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b2ap3_thumbnail_WUPRSSA.jpgWaynesburg University’s Public Relations Student Society of America (WUPRSSA) was recently awarded the Star Chapter Award for the fourth consecutive year. The award was presented at the PRSSA 2016 National Conference in Indianapolis, Indiana.

Waynesburg’s chapter was one of 42 chapters granted star chapter status out of the more than 350 student chapters throughout the country. Chapters are selected based upon the completion of specific criteria, such as the completion of community service projects, high school outreach and association with regional and national Public Relations Society of America (PRSA) events, meetings and conferences.

“The recognition places us among the elite PRSSA chapters nationally,” said Richard Krause, assistant professor of communication and chair of the Communication Department. “It demonstrates how strong our academic program is here, and, as a result, it provides us with a great recruiting opportunity.”

Krause attended the conference with six chapter members:

  • Maura Fenske, junior public relations major from Wintersville, Ohio (Wood County Christian School)
  • Natalie Gloady, senior public relations major from Washington, Pennsylvania (Washington High School)
  • Cassidy Graham, senior public relations and digital design major from Washington, Pennsylvania (Trinity High School)
  • Zachary Sniadach, senior public relations major from Pittsburgh, Pennsylvania  (Brentwood High School)
  • Amanda Troncone, sophomore public relations major from Tioga, Pennsylvania (Williamson High School)
  • Taylor White, senior public relations major and journalism minor from Washington, Pennsylvania (Trinity High School)

According to Krause, students who attend the conference benefit from a variety of workshops and presentations. Students also have the opportunity to network with influential practitioners in the public relations field from across the country.

“The conference has also served to reinforce the work that we do here,” said Krause. “Students are discovering that we have something really special in place at Waynesburg University.”

In addition to the chapter award, 2016 Waynesburg public relations graduate, Jordan Mitrik, was presented with the PRSSA National Gold Key Award. The award, which is the highest individual honor bestowed upon PRSSA members, recognizes outstanding academic excellence in public relations and leadership in the PRSSA.

Mitrik submitted an application during his senior year at Waynesburg which highlighted his work and leadership positions with WUPRSSA, the student-run firm Red Brick Communications, and internships and other field-related experience.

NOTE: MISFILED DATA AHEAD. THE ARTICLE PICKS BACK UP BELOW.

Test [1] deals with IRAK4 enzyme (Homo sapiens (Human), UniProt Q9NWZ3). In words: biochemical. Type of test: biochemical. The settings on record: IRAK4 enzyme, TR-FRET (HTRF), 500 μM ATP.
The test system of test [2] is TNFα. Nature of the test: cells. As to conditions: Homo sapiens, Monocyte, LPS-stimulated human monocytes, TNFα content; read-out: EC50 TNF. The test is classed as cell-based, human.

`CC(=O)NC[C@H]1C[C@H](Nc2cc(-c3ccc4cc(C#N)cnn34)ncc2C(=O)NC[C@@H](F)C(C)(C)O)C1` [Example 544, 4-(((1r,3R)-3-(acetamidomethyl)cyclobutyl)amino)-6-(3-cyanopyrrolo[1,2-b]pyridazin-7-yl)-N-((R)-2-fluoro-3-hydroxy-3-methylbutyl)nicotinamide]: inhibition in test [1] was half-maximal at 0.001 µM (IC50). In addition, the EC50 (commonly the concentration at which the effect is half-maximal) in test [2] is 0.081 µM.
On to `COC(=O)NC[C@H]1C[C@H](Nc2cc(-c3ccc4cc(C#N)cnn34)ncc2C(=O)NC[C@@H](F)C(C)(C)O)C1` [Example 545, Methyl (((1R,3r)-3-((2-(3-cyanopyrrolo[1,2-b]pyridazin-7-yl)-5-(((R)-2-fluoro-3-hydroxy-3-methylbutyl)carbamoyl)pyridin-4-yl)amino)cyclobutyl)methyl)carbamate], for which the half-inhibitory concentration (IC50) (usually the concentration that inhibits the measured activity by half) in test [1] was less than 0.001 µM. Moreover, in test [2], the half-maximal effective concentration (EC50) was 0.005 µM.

“Winning this award is a reminder of the hard work and dedication I put in during the four years as a public relations student and member of WUPRSSA,” said Mitrik. “It truly is an honor that my efforts have been recognized, and it only pushes me to do bigger and better things in the industry now as a professional.”

Mitrik is currently employed at Brunner, a full-service marketing and advertising agency, in Pittsburgh, Pennsylvania. He is also a member of the board and blog coordinator for PRSA Pittsburgh.

“Few people understand how difficult it is to receive the Gold Key, and we have had students receive it in consecutive years,” said Krause.

Founded in 1849 by the Cumberland Presbyterian Church, Waynesburg University is located on a traditional campus in the hills of southwestern Pennsylvania, with three additional sites located in the Pittsburgh region. The University is a member of the Council for Christian Colleges and Universities (CCCU) and is one of only 21 Bonner Scholar schools in the country, offering local, regional and international opportunities to touch the lives of others through service.

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Ashley Wise, Associate Director of University Relations

724-852-7675 or awise@waynesburg.edu

 

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Posted by on in Internships

This summer, Rob McKinney, junior sports broadcasting and sports information major, learned exactly what it meant to work in the news business.

The news industry has a history of early mornings that start well before 9 a.m. This is the time during which McKinney thrives in action. He began interning with WJPA Radio Station in Washington, Pennsylvania, in May 2016.

McKinney’s title as news reporter led him to covering a variety of events. He covered Washington County council meetings and different trials. He also worked Saturday morning news.

“I went into the station at 3:30 a.m. and read the day’s updated news every top of the hour,” said McKinney. “My favorite experience thus far was my first Saturday morning by myself.”

McKinney noted that he may have made his share of mistakes, but learned quickly what to and not to do in just eight short hours. He also had the opportunity to interview Governor Tom Wolf and State Representative Pam Snyder while working on different news stories. Through all of his early mornings, McKinney persisted because he said that he loves what he does and that it is worth it when you have a passion for the field of broadcast.

When he reflects on how his experience at Waynesburg helped him prepare for his summer internship, he noted that Lanny Frattare has helped him become the professional he is today.

“I applied to this internship because my advisor, Lanny Frattare, gave me the opportunity, and I knew it would give me tremendous professional experience,” said McKinney. “All of my radio and announcing classes with Lanny helped prepare my voice and my pacing to be an effective broadcaster.”

McKinney’s internship was not exactly what he had expected because he did not think he would be able to be as involved as he was. When thinking about his future endeavors, McKinney speaks highly of his internship with WJPA.

“My internship helped me by showing me how professional radio works,” said McKinney. “I hope to be on television one day reporting the news, and working with news currently can only help.”

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Posted by on in Alumni

b2ap3_thumbnail_JD-Lydic-2.JPGRecent sports broadcasting and sports information graduate, J.D. Lydic, has uprooted to Erie, Pennsylvania, to start his career in the news industry.

Lydic is currently a multimedia journalist for WICU and WSEE of Erie News Now, an NBC affiliated television station. He is responsible for coming in to work each day with multiple stories, and his news director chooses which stories are classified as newsworthy.

In a single day, Lydic goes out into the community to record video and conduct interviews. He then returns to the studio to edit his footage into a short news package that is accompanied by a script he prepares after the video editing is complete. Complete packages are then posted onto the station’s website with a written story.